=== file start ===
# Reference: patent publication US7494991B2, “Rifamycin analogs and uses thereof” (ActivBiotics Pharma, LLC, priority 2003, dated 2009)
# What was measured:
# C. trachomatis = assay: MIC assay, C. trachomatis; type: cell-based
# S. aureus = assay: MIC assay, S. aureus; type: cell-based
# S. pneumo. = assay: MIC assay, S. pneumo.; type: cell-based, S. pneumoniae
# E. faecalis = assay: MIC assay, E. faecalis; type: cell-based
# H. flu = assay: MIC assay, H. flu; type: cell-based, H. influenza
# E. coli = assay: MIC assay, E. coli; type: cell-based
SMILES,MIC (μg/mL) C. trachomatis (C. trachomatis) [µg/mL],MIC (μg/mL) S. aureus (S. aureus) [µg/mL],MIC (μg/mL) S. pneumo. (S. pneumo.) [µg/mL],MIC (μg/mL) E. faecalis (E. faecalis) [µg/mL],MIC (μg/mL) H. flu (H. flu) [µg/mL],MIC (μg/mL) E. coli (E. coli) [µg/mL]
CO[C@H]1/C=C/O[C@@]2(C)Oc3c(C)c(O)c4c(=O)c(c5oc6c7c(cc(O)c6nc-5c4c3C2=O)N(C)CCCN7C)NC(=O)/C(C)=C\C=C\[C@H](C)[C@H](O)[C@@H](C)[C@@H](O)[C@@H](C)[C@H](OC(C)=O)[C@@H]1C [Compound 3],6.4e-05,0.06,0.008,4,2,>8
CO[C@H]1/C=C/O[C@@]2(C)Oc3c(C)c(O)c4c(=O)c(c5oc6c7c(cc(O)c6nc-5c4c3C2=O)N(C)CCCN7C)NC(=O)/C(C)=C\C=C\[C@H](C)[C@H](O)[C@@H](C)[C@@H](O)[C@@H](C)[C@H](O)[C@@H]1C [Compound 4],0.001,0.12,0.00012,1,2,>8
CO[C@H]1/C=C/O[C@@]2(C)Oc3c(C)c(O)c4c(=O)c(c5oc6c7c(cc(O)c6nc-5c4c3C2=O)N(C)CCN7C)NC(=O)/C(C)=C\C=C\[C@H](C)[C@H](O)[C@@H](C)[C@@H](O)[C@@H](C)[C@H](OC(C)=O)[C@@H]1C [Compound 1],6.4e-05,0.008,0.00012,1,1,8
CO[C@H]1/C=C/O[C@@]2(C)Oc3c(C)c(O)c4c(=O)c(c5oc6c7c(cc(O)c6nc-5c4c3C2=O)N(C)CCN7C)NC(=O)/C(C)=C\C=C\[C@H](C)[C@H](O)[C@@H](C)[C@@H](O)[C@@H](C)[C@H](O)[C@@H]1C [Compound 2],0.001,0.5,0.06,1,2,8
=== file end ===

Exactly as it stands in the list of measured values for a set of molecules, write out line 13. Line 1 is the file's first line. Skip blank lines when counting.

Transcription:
CO[C@H]1/C=C/O[C@@]2(C)Oc3c(C)c(O)c4c(=O)c(c5oc6c7c(cc(O)c6nc-5c4c3C2=O)N(C)CCN7C)NC(=O)/C(C)=C\C=C\[C@H](C)[C@H](O)[C@@H](C)[C@@H](O)[C@@H](C)[C@H](O)[C@@H]1C [Compound 2],0.001,0.5,0.06,1,2,8